Cloning a CSR or Cert. for a new CSR with a new key?

Kyle Hamilton aerowolf at
Fri Jan 31 07:14:00 UTC 2020

A CSR is self-signed to provide what's called "proof of possession" -- that
is, proof that the requester possesses the private key to the claimed
public key.  It doesn't act as a CA in that case, because the CSR is not an
actual Certificate structure.

-Kyle H

On Thu, Jan 30, 2020, 18:26 Douglas Morris via openssl-users <
openssl-users at> wrote:

> Thanks, Dw.
> Interesting. I think I misunderstood this explanation about the -signkey
> <file> option: "This option causes the input file to be self signed using
> the supplied private key."
> Your input has me thinking that a certificate signing request is in fact
> self-signed like a self-signed certificate is self-signed. I think I
> mistakenly supposed any self-signing meant acting like a "mini CA". I shall
> give those two x509 options, '-x509toreq' and '-signkey', a try.
> Douglas Morris
> On Thursday, January 30, 2020, 3:51:45 PM EST, Dirk-Willem van Gulik <
> dirkx at> wrote:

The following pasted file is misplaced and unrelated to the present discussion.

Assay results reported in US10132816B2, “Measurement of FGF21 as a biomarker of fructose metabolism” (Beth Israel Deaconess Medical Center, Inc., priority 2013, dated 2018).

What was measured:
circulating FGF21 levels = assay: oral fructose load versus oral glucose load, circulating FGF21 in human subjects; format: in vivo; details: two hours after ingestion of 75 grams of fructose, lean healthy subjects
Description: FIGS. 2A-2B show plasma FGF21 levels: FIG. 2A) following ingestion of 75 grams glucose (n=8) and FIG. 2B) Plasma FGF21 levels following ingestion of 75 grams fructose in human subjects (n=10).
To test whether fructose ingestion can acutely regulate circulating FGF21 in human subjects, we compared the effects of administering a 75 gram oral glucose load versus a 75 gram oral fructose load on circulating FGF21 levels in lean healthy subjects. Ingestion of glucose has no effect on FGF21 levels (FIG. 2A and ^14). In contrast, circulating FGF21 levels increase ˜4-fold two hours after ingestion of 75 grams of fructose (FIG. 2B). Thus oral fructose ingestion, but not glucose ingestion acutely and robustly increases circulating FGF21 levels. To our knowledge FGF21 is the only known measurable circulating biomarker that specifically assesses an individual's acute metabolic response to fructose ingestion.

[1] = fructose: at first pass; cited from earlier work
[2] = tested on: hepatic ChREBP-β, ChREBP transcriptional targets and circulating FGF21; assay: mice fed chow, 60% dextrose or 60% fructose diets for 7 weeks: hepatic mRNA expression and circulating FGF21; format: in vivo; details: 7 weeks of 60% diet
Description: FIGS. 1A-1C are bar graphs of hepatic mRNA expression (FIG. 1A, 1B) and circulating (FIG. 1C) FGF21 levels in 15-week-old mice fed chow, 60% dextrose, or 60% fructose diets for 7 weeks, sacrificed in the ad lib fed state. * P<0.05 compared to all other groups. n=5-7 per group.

> On 30 Jan 2020, at 21:38, Douglas Morris via openssl-users <
> openssl-users at> wrote:
> I am trying to implement automated domain certificate renewal. A
> certificate signing request is sent to an ACME server and on success a
> certificate is returned. I'd like to be able to call OpenSSL to make a new
> key and then make a new certificate signing request just like the old one
> except for the replacement key pair file.
> I suppose the complete information beyond the new key data is available
> both in the old crs and the old certificate. I'm looking at the manpages of
> OpenSSL subcommands 'req' and 'x509'. The openssl x509 option '-x509toreq'
> gave me a momentary rush of hope, but then I read about the '-signkey'
> option, which seems to be exclusively about self-signing.
> Is 'cloning' the csr or cert. information semantically logical? Is it
> possible with OpenSSL?
> If I can't reliably extract the relevant data from the old csr or old
> certification, I suppose I must do it as usual with a dedicated config file
> and the '-batch' option:
>      openssl req -key <key> -new -config <config.ini> -outform PEM -out
> <outfile> -batch
> openssl x509 -x509toreq should do the trick
> E.g.
> # generate test cert
> openssl req -x509 -new -subj /CN=foo -nodes -keyout x.key > x.crt
> openssl x509 -in x.crt -noout -text
> # turn test cert in a request
> openssl x509 -x509toreq -signkey x.key < x.crt
> Dw
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